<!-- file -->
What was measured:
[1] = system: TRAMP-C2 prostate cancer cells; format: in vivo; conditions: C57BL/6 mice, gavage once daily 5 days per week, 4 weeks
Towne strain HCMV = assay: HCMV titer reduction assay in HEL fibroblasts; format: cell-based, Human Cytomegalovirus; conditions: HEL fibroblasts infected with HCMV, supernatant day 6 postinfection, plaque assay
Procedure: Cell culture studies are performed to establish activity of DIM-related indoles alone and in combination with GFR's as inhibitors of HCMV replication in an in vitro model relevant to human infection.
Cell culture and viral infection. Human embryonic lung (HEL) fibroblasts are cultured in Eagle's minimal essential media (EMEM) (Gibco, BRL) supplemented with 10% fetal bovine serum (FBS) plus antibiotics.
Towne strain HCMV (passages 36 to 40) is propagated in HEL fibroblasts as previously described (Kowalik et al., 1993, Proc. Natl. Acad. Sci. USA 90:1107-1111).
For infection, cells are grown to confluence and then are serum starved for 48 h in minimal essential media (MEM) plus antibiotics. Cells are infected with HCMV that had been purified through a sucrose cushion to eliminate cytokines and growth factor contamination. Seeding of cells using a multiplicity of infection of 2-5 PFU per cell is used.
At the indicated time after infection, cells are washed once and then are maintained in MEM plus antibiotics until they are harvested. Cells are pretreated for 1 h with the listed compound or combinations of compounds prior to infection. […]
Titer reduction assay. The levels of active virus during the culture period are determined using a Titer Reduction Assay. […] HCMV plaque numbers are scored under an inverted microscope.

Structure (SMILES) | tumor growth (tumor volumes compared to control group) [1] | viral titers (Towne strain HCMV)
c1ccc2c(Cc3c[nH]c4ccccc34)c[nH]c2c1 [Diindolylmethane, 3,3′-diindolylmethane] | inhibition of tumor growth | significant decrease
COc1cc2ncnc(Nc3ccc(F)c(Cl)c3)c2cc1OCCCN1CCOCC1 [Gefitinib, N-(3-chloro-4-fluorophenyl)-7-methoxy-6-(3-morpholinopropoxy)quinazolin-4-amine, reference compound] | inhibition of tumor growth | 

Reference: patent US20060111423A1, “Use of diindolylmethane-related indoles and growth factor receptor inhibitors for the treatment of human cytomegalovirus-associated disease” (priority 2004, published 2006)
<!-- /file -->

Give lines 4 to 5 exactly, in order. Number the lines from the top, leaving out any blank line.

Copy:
Procedure: Cell culture studies are performed to establish activity of DIM-related indoles alone and in combination with GFR's as inhibitors of HCMV replication in an in vitro model relevant to human infection.
Cell culture and viral infection. Human embryonic lung (HEL) fibroblasts are cultured in Eagle's minimal essential media (EMEM) (Gibco, BRL) supplemented with 10% fetal bovine serum (FBS) plus antibiotics.